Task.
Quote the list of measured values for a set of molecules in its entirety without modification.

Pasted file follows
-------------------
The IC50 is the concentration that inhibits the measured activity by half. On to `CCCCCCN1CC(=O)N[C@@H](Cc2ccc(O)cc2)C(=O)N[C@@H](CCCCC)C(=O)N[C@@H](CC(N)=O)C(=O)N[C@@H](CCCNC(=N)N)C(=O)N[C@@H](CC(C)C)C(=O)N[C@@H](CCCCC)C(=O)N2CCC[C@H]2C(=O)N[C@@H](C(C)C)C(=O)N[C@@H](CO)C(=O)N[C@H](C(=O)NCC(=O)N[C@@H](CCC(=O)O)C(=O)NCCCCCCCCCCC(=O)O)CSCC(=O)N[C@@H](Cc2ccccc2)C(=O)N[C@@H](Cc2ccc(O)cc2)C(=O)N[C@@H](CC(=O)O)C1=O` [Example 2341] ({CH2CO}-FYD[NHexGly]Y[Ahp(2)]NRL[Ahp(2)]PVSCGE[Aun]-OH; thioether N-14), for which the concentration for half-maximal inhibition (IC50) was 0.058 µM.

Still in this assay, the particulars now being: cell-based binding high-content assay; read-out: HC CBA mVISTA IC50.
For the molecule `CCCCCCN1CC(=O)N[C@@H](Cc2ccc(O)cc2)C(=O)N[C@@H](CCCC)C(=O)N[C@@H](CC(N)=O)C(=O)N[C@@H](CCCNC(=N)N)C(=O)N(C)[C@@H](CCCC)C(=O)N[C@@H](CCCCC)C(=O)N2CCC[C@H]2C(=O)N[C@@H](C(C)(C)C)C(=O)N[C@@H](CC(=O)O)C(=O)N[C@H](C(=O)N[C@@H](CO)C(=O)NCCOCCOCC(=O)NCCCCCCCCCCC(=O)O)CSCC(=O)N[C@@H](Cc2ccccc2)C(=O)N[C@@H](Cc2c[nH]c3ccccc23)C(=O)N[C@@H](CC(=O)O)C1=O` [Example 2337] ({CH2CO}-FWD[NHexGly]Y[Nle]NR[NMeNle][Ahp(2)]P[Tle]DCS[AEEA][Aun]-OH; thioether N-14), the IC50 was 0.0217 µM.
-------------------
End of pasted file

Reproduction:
The IC50 is the concentration that inhibits the measured activity by half. On to `CCCCCCN1CC(=O)N[C@@H](Cc2ccc(O)cc2)C(=O)N[C@@H](CCCCC)C(=O)N[C@@H](CC(N)=O)C(=O)N[C@@H](CCCNC(=N)N)C(=O)N[C@@H](CC(C)C)C(=O)N[C@@H](CCCCC)C(=O)N2CCC[C@H]2C(=O)N[C@@H](C(C)C)C(=O)N[C@@H](CO)C(=O)N[C@H](C(=O)NCC(=O)N[C@@H](CCC(=O)O)C(=O)NCCCCCCCCCCC(=O)O)CSCC(=O)N[C@@H](Cc2ccccc2)C(=O)N[C@@H](Cc2ccc(O)cc2)C(=O)N[C@@H](CC(=O)O)C1=O` [Example 2341] ({CH2CO}-FYD[NHexGly]Y[Ahp(2)]NRL[Ahp(2)]PVSCGE[Aun]-OH; thioether N-14), for which the concentration for half-maximal inhibition (IC50) was 0.058 µM.

Still in this assay, the particulars now being: cell-based binding high-content assay; read-out: HC CBA mVISTA IC50.
For the molecule `CCCCCCN1CC(=O)N[C@@H](Cc2ccc(O)cc2)C(=O)N[C@@H](CCCC)C(=O)N[C@@H](CC(N)=O)C(=O)N[C@@H](CCCNC(=N)N)C(=O)N(C)[C@@H](CCCC)C(=O)N[C@@H](CCCCC)C(=O)N2CCC[C@H]2C(=O)N[C@@H](C(C)(C)C)C(=O)N[C@@H](CC(=O)O)C(=O)N[C@H](C(=O)N[C@@H](CO)C(=O)NCCOCCOCC(=O)NCCCCCCCCCCC(=O)O)CSCC(=O)N[C@@H](Cc2ccccc2)C(=O)N[C@@H](Cc2c[nH]c3ccccc23)C(=O)N[C@@H](CC(=O)O)C1=O` [Example 2337] ({CH2CO}-FWD[NHexGly]Y[Nle]NR[NMeNle][Ahp(2)]P[Tle]DCS[AEEA][Aun]-OH; thioether N-14), the IC50 was 0.0217 µM.